Apart from the toilets I have no other niggles. We had a truly amazing time! The weather was actually great. Yes we did have rain and yes wellies were required (unless wearing flip flops in a mud bath is a good idea), but all in all we had beautiful sunshine for the best part of the stay. Food wasn’t an issue either as there was everything you could possibly ask for on offer. From curry to toad in a hole, donuts to milkshakes, veggie vans to carnivore stands, there’s something to suit everyone.
Now let me cover the music. It’s incredible! I can now see why it’s one of the most desirable festivals in the world. I loved nearly everyone we saw. The whole atmosphere was like nothing I had ever experienced before. We kicked off the first day by sitting and watching James Bay’s dreamy acoustics in the sun with ciders, which was a lovely start. We ended that Friday with Florence and the Machine as she headlined the Pyramid Stage and stole the show. She was brilliant, to the surprise of many critics. The following day I particularly enjoyed Jessie Ware (I’ve been waiting for so long to see her and she didn’t let me down) and Years and Years who both played in the John Peel tent. Pharrell also put on a fab show and even welled up at the sight and sound of everyone singing his lyrics and cheering for him. We also saw Kanye, who started off great but then just got a bit too much for me (watch it online and you may see what I mean). The last day really topped off the whole experience. We started with Hozier, then watched the legend who is Lionel Richie, Jamie T and a super light show from The Chemical Brothers on The Other Stage. We then topped the experience off by seeing 2 Many DJ’s play inside a metal spider that spurted out fire, aka Acadia. The Dalai Lama (yes you read that right) even made an appearance on the main stage and gave an incredible speech. The crowd sang happy birthday to him as he blew out candles on his birthday cake. A very memorable moment. You can watch all these acts and more on iPlayer here.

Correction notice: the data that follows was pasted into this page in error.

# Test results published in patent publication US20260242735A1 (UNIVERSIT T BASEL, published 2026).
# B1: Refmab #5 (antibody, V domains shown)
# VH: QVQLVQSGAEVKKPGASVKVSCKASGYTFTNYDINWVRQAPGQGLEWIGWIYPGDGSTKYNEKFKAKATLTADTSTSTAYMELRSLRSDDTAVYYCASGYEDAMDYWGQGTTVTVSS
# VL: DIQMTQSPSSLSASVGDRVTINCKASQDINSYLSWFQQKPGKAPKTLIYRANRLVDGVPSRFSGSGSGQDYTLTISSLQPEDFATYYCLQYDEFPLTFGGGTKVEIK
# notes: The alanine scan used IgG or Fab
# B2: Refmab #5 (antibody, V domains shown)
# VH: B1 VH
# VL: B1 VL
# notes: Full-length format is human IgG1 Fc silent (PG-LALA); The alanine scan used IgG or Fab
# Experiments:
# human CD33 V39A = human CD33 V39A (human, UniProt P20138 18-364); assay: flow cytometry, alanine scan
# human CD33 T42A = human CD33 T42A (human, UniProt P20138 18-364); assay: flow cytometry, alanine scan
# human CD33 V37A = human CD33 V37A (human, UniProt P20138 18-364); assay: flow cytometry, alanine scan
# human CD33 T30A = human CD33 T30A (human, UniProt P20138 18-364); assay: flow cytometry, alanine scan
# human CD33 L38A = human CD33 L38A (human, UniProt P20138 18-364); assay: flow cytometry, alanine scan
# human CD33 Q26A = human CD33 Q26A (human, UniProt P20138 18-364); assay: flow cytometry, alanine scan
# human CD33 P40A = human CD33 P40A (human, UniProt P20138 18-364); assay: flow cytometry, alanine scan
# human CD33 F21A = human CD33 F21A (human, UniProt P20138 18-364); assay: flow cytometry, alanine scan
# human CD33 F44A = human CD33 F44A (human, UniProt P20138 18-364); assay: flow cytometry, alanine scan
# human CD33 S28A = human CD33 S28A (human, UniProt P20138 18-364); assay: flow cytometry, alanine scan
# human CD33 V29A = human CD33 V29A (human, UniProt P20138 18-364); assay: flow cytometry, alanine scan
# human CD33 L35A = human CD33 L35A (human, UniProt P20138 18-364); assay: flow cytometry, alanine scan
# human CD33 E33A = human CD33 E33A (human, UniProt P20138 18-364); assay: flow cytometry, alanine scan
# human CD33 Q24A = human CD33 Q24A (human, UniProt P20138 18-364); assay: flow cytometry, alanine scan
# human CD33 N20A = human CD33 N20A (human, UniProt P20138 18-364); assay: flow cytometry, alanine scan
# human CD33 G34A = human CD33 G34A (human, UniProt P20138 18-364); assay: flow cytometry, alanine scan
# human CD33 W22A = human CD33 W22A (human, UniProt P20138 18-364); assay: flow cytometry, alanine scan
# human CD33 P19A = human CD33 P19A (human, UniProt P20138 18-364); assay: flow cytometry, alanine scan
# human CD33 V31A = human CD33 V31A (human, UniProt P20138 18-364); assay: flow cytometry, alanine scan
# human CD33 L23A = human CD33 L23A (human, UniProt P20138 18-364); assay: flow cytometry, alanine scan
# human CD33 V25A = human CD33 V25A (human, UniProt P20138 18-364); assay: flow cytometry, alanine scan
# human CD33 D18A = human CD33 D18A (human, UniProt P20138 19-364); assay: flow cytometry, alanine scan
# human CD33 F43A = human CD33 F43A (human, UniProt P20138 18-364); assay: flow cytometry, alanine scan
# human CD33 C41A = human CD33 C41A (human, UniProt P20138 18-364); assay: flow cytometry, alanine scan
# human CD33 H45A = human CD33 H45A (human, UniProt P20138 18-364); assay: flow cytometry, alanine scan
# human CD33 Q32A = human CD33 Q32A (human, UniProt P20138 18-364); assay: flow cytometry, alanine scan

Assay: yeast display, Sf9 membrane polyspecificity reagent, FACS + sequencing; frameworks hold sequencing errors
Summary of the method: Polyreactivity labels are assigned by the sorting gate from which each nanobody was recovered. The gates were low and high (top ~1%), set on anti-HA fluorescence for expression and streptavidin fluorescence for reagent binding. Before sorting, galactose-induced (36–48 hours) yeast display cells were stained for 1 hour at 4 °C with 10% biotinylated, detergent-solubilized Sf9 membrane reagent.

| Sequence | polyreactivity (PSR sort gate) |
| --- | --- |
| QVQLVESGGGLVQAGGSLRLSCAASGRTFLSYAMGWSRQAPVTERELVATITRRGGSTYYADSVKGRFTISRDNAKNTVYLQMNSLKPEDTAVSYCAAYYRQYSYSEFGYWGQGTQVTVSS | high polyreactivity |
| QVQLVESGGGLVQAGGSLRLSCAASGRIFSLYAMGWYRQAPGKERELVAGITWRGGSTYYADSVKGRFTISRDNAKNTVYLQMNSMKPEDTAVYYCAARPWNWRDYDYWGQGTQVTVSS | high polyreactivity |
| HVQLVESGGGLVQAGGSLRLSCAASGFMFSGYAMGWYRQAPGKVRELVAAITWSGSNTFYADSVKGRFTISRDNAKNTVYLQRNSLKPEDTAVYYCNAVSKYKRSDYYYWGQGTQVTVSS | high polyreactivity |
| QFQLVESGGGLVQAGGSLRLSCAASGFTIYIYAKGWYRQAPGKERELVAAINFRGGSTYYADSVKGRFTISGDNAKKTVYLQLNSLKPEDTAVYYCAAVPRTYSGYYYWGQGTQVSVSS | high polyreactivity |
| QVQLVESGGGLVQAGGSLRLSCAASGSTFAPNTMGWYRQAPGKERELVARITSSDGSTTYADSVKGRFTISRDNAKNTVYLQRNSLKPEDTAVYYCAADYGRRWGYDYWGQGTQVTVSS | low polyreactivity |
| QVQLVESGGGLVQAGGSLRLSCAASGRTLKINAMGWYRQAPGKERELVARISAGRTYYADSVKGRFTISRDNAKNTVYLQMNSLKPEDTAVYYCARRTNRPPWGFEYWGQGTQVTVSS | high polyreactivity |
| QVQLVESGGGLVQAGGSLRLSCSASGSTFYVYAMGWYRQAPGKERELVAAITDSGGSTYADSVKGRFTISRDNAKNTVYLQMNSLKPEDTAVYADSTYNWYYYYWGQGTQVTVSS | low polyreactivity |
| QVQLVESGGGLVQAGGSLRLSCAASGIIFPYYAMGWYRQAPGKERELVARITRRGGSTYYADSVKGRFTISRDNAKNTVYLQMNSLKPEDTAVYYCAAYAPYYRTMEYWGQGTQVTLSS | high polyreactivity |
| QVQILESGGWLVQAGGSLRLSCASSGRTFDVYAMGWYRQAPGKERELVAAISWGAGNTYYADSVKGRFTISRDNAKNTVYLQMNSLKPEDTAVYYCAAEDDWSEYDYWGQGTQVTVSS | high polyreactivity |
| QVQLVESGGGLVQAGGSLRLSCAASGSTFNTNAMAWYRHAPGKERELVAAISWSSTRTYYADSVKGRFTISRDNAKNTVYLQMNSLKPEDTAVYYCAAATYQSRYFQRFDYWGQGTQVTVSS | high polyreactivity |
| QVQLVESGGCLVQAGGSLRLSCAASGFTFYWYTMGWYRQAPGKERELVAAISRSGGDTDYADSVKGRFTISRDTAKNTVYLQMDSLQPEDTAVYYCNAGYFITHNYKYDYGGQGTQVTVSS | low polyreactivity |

So from all this, what did I learn? Well I actually learnt a few life lessons:
1. If it rains it rains, it’s really not the end of the world. This should be applied to all aspects of life, if you have a bad day, you’ll get over it. No one goes through life having a totally brilliant time everyday. Shit will happen and it may rain on you, but at the end of the day it might be sunny tomorrow.
2. Sometimes you have to let your hair down and just get on with it. You might surprise yourself and stop worrying and have a really good time.
3. It’s good to go back to basics. Living without creature comforts was an eye opener to me as I learnt I can do it. You don’t have to have your iPhone on every minute of everyday (although it’s a bit of a struggle when trying to find people so buy a crappy pay as you go old Nokia like I did to stay in touch). You don’t need perfect hair and makeup to have a good time and it’s not the end of the world if you can’t get on the Internet. I also learnt that women don’t care if you have to strip to shower naked to get clean (I forgot to take a bikini and it seems no one else remembered either). We all have the same body hang ups and insecurities and at the end of the day no-one’s really looking or really cares and we’re all in the same boat.
All in all a great experience and would highly recommend attending at least once. I am even thinking of going next year… Watch this space.
Words by – Natalie Jahangiry